1. I’m either quite terrible or brilliant with narratives (depending on the version of my story i’m telling).  Because  it happens so easily at times – a tantalizing turn of phrase is enough to entice me into a new narrative so smoothly I am not entirely aware of choosing it – it’s more like standing under an indecisive sky as the weather passes over me .  I love the way you write about it here – it’s not a new story but you’ve put an outfit of words on it that i like better than the more common ways to interact with it.  i think the part where each narrative comes with it’s own constraints – it’s own attributes that impose limits as much as freedoms gets left out of the conversation a lot – when people talk about reframing, they often are only exploring the positive shifts – and not the whole story – the undersides and nuances.  those stories feel lifeless and lack-luster to me – like the whole of the good bits got taken out and  turned into the disney version of life.  the thing I have been most grateful to my life for teaching me is just how possible it is to make up your own narrative all together – what it feels like to hold that together against the onslaught of the overculture’s narrative about you distilled into random interactions with people who miss the story you’re telling about yourself.  Being disabled being the most fierce object lesson in this realm.  and not because the disability itself meant anything to me, but because the contrast between what it meant to other people and what it meant to me was so aggressively different.  If I was climbing up a mountain or taking a long canoe trip that involved portaging or moving to africa or walking the camino de santiago or taking up aerial silks and me and my tribe were just going with the rush of it and someone stopped to say: ‘but, you’re in a wheelchair’  as though that alone made their point obvious – and all I could think was ‘so?’. and I honestly wanted them to explain to me what that meant about doing what I could do .  it honestly meant something to them and it honestly meant nothing to me.  if there could be two such intensely different stories about something that appears so tangible and unchangeable then how many stories could there be for all the stuff of life more abstract and internal?  or even for other things as solidly manifest as a physical disability.it was never about believing i could do anything i wanted to – that kind of inspiration feels quite limp and one-dimensional to me.  And it was never about ignoring the fact of the disability itself. and it was never about pretending it didn’t impact me or my choices or my identity in some way – but i couldn’t help but realize that *how* it impacted me was open to interpretation and that i had stumbled into the grey area of what it meant and how it affected me by being oblivious to what it was *supposed* to mean.  It is a lot easier to just take the accepted story and live it.  I can’t do this and I can do this tucked into neat little binary code for how to live life in a wheelchair.  not knowing where those distinctions are in any given situation until i’m in the midst of it and figuring it out makes relationships and life situations and choices a bit messier but also much richer.  and it was a natural extension from that part of my life into all the other parts of my life.   My marriage is unconventional, my living situation is unconventional, the way I structure my work life, my private life, my day to day activities – and not just that – they are always open to restructuring when a new idea comes to me and i just feel like it.  In any given situation I tend to have a broad sense of permission for what I could do with it – and I surround myself with people who contribute even more options and possibilities and support and permission when my own ideas don’t reach far enough.you know, I’m in love with this way of living life – collecting narratives, shifting them around to suit circumstances – to reach for new experiences, to take life on as an adventure – I’m partial to romantic adventures, myself.  oh shanna, you never fail to stimulate me.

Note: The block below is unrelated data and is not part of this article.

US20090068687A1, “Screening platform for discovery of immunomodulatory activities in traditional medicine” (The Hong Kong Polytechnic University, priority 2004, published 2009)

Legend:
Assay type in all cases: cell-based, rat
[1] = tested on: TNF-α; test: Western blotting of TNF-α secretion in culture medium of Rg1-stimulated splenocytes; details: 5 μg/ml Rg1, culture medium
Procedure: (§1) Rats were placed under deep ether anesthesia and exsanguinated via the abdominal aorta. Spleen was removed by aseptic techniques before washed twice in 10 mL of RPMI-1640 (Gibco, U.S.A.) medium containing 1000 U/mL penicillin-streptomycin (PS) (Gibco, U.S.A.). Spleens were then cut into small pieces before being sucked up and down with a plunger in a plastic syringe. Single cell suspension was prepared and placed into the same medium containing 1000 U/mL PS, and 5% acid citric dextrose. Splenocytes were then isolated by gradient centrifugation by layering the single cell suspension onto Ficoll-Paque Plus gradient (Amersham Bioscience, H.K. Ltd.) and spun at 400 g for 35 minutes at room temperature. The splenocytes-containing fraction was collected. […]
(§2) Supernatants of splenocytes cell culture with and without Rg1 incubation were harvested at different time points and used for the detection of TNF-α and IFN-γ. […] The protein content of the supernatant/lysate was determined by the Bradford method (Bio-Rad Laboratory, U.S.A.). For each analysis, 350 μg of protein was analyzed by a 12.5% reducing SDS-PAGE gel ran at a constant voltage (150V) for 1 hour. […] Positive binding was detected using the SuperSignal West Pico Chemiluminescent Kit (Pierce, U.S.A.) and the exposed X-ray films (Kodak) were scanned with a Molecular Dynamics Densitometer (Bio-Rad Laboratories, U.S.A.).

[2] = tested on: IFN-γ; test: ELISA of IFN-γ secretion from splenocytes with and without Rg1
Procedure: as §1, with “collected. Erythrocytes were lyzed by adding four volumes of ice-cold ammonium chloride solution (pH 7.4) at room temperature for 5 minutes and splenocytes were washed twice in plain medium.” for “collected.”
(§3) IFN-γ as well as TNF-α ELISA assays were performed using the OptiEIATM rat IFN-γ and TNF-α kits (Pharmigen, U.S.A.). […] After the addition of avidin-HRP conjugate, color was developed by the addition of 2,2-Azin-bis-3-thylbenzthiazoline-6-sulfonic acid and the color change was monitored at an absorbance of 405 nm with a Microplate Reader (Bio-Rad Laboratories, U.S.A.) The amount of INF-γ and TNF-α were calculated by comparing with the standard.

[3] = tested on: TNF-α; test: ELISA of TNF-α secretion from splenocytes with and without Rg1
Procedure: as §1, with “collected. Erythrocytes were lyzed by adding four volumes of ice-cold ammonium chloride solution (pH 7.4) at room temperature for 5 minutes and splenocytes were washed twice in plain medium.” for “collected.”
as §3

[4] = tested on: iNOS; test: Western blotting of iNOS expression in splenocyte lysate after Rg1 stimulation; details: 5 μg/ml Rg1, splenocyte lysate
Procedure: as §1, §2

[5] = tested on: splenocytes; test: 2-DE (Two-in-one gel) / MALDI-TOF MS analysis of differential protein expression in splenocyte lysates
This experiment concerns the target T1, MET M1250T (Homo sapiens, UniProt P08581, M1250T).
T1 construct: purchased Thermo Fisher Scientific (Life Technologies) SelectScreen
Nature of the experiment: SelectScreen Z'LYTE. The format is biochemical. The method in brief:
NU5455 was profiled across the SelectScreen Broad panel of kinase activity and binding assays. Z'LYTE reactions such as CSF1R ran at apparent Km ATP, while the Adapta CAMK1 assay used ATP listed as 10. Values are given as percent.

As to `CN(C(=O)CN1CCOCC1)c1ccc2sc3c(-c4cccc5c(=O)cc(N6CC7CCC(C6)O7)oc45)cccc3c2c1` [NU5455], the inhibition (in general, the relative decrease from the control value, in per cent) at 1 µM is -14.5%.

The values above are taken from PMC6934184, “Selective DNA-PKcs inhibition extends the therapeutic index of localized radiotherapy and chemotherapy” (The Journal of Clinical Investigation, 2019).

1. Oh, Erin, I feel like you just wrote me a love-letter. 🙂